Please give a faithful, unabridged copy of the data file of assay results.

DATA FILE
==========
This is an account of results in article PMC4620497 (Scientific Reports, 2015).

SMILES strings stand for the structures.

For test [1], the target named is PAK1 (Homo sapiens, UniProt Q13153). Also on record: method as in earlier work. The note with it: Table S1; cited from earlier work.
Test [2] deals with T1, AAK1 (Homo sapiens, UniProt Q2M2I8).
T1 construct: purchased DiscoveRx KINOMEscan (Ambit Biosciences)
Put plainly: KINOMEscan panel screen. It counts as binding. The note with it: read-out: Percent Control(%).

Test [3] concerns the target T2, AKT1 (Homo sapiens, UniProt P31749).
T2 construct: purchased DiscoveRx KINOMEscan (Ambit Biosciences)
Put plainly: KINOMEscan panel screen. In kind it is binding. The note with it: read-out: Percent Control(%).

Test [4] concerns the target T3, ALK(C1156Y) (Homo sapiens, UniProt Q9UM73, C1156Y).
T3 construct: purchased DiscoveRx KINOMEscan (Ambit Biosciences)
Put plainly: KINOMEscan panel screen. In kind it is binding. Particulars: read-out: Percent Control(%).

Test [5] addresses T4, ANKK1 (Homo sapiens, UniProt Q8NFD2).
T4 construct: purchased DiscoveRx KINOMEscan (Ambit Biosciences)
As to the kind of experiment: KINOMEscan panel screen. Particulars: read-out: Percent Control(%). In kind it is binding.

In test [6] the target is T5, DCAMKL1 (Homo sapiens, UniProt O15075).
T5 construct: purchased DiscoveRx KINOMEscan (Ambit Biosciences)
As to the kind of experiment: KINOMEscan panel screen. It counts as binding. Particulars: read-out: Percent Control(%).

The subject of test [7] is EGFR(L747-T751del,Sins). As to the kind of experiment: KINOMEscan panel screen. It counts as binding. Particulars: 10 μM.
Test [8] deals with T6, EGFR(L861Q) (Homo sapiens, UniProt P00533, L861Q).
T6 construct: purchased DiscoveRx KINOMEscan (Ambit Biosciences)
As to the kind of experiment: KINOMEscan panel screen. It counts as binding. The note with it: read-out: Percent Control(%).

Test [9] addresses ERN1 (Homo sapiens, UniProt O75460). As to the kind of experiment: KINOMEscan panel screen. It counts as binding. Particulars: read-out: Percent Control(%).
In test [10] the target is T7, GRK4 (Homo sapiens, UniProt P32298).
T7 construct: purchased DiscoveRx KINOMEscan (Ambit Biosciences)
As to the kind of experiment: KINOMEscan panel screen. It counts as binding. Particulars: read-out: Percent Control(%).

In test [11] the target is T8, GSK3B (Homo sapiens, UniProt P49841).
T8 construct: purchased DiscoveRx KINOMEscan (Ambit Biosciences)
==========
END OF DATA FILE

This is an account of results in article PMC4620497 (Scientific Reports, 2015).

SMILES strings stand for the structures.

For test [1], the target named is PAK1 (Homo sapiens, UniProt Q13153). Also on record: method as in earlier work. The note with it: Table S1; cited from earlier work.
Test [2] deals with T1, AAK1 (Homo sapiens, UniProt Q2M2I8).
T1 construct: purchased DiscoveRx KINOMEscan (Ambit Biosciences)
Put plainly: KINOMEscan panel screen. It counts as binding. The note with it: read-out: Percent Control(%).

Test [3] concerns the target T2, AKT1 (Homo sapiens, UniProt P31749).
T2 construct: purchased DiscoveRx KINOMEscan (Ambit Biosciences)
Put plainly: KINOMEscan panel screen. In kind it is binding. The note with it: read-out: Percent Control(%).

Test [4] concerns the target T3, ALK(C1156Y) (Homo sapiens, UniProt Q9UM73, C1156Y).
T3 construct: purchased DiscoveRx KINOMEscan (Ambit Biosciences)
Put plainly: KINOMEscan panel screen. In kind it is binding. Particulars: read-out: Percent Control(%).

Test [5] addresses T4, ANKK1 (Homo sapiens, UniProt Q8NFD2).
T4 construct: purchased DiscoveRx KINOMEscan (Ambit Biosciences)
As to the kind of experiment: KINOMEscan panel screen. Particulars: read-out: Percent Control(%). In kind it is binding.

In test [6] the target is T5, DCAMKL1 (Homo sapiens, UniProt O15075).
T5 construct: purchased DiscoveRx KINOMEscan (Ambit Biosciences)
As to the kind of experiment: KINOMEscan panel screen. It counts as binding. Particulars: read-out: Percent Control(%).

The subject of test [7] is EGFR(L747-T751del,Sins). As to the kind of experiment: KINOMEscan panel screen. It counts as binding. Particulars: 10 μM.
Test [8] deals with T6, EGFR(L861Q) (Homo sapiens, UniProt P00533, L861Q).
T6 construct: purchased DiscoveRx KINOMEscan (Ambit Biosciences)
As to the kind of experiment: KINOMEscan panel screen. It counts as binding. The note with it: read-out: Percent Control(%).

Test [9] addresses ERN1 (Homo sapiens, UniProt O75460). As to the kind of experiment: KINOMEscan panel screen. It counts as binding. Particulars: read-out: Percent Control(%).
In test [10] the target is T7, GRK4 (Homo sapiens, UniProt P32298).
T7 construct: purchased DiscoveRx KINOMEscan (Ambit Biosciences)
As to the kind of experiment: KINOMEscan panel screen. It counts as binding. Particulars: read-out: Percent Control(%).

In test [11] the target is T8, GSK3B (Homo sapiens, UniProt P49841).
T8 construct: purchased DiscoveRx KINOMEscan (Ambit Biosciences)